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On August 8, 1982, the American rockabilly-punk band The Blasters came to Lobero and brought down the house. Literally.

Though it’s hard to distinguish legend from truth, stories were told of fans leaping from the stage into a punk mosh pit; wooden armrests on velvet fabric chairs being broken off by kids dancing on the seats. Some blood may have been shed. It was rock ‘n’ roll at its most energetic – and loudest. As the Los Angeles Times wrote of the band’s Hollywood Palladium concert the following night, “Forget nuclear war. Just hire The Blasters.”

The Blasters were formed in Downey, California in 1979 by brothers Phil and Dave Alvin. Their sound combined 1950’s rockabilly with elements of 1970’s punk – an energized rock & roll which led them to be billed with emerging Southern California acts like X, The Cramps, and Black Flag.

But compared to the snarling nihilism of hardcore Southern California punk bands like Black Flag, The Blasters sound was much more good-time rock ‘n’ roll. With Dave Alvin’s songwriting and twangy lead guitar, and brother Phil’s rhythm guitar picking and vocals, The Blasters high-spirited, driving energy had the unique ability to trigger crowds into swing-dancing or heading to the stage-front mosh pit.

The Lobero evening opened innocently enough with a set by Huntington Beach’s Red Devils, led by cowboy-booted Emmy Lee on vocals. Check out this footage.

Then out came The Blasters. In retrospect, the Lobero management should probably have read more into the title of The Blasters’ summer tour – “Work up a Sweat on a Summer Night.” The venerable Lobero was a theater where polite, well-dressed ushers escorted guests to their assigned seats – and expected them to stay there. Blasters’ fans had other ideas.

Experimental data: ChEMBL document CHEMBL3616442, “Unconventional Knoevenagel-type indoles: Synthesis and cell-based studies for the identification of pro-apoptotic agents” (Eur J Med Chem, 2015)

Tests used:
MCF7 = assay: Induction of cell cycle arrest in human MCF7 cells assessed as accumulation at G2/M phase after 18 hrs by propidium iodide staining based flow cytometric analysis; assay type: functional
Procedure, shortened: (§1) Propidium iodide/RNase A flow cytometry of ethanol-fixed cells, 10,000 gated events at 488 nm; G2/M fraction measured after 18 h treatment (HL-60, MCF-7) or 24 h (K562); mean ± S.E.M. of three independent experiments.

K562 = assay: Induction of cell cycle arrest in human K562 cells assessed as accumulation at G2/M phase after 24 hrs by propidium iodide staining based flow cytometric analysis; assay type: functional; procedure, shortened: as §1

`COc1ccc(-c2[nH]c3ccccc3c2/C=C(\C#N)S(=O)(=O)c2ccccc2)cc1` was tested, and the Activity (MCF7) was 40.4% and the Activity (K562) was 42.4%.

When Dave Alvin returned to the Lobero to play in 2011 he jokingly reminisced about the 1982 concert,

“Different kinds of people showed up to our show at the Lobero, some wanted to swing dance, but others wanted to dive off the stage and make a mosh pit…Funny how 28 years ago that caused bloodshed, damage, chairs flying, windows busted, helicopters policing. Now, I don’t see one person dancing.”

The Lobero management was not amused by the evening’s antics, and they banned The Blasters from ever again appearing at the Lobero. Even more significantly, all other rock and roll bands were effectively nixed from the Lobero stage for the next 20 years. Amped up rock ‘n’ roll didn’t make its way back into the Lobero until the 2000s, when new Executive Director David Asbell booked acts like INXS and Smashing Pumpkins, and more recently when Neil Young and Promise of the Real appeared for three rocking nights in 2018.

While we wait in the wings for things to return to normal, we hope you enjoy a peek into the Lobero archives.

We hope you’re staying safe and enjoying the arts from the comfort of your own home. Go ahead and read more stories below.